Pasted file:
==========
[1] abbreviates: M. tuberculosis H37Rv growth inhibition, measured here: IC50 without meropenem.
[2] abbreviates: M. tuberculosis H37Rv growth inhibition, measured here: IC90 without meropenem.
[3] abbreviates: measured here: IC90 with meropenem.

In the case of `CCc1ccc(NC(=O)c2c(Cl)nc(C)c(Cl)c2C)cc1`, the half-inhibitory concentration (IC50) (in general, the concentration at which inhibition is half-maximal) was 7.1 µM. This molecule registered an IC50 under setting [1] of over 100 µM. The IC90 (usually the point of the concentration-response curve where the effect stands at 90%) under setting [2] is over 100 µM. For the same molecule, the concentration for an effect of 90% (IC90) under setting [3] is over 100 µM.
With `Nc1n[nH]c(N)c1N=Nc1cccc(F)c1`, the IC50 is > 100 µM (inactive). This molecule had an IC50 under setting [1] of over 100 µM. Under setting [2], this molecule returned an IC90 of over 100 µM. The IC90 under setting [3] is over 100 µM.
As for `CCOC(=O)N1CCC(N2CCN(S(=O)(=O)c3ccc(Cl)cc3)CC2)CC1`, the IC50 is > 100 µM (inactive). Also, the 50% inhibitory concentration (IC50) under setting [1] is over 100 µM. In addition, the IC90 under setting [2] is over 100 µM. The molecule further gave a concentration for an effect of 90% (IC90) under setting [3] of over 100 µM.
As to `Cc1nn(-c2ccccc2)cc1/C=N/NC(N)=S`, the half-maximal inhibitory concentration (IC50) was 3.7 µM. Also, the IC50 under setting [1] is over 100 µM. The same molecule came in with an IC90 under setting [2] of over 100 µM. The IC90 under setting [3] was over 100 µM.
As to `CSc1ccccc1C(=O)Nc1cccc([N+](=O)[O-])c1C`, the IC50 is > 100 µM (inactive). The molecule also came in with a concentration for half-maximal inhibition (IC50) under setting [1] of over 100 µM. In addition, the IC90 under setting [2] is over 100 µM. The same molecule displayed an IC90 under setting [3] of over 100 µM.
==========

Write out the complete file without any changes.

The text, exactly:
[1] abbreviates: M. tuberculosis H37Rv growth inhibition, measured here: IC50 without meropenem.
[2] abbreviates: M. tuberculosis H37Rv growth inhibition, measured here: IC90 without meropenem.
[3] abbreviates: measured here: IC90 with meropenem.

In the case of `CCc1ccc(NC(=O)c2c(Cl)nc(C)c(Cl)c2C)cc1`, the half-inhibitory concentration (IC50) (in general, the concentration at which inhibition is half-maximal) was 7.1 µM. This molecule registered an IC50 under setting [1] of over 100 µM. The IC90 (usually the point of the concentration-response curve where the effect stands at 90%) under setting [2] is over 100 µM. For the same molecule, the concentration for an effect of 90% (IC90) under setting [3] is over 100 µM.
With `Nc1n[nH]c(N)c1N=Nc1cccc(F)c1`, the IC50 is > 100 µM (inactive). This molecule had an IC50 under setting [1] of over 100 µM. Under setting [2], this molecule returned an IC90 of over 100 µM. The IC90 under setting [3] is over 100 µM.
As for `CCOC(=O)N1CCC(N2CCN(S(=O)(=O)c3ccc(Cl)cc3)CC2)CC1`, the IC50 is > 100 µM (inactive). Also, the 50% inhibitory concentration (IC50) under setting [1] is over 100 µM. In addition, the IC90 under setting [2] is over 100 µM. The molecule further gave a concentration for an effect of 90% (IC90) under setting [3] of over 100 µM.
As to `Cc1nn(-c2ccccc2)cc1/C=N/NC(N)=S`, the half-maximal inhibitory concentration (IC50) was 3.7 µM. Also, the IC50 under setting [1] is over 100 µM. The same molecule came in with an IC90 under setting [2] of over 100 µM. The IC90 under setting [3] was over 100 µM.
As to `CSc1ccccc1C(=O)Nc1cccc([N+](=O)[O-])c1C`, the IC50 is > 100 µM (inactive). The molecule also came in with a concentration for half-maximal inhibition (IC50) under setting [1] of over 100 µM. In addition, the IC90 under setting [2] is over 100 µM. The same molecule displayed an IC90 under setting [3] of over 100 µM.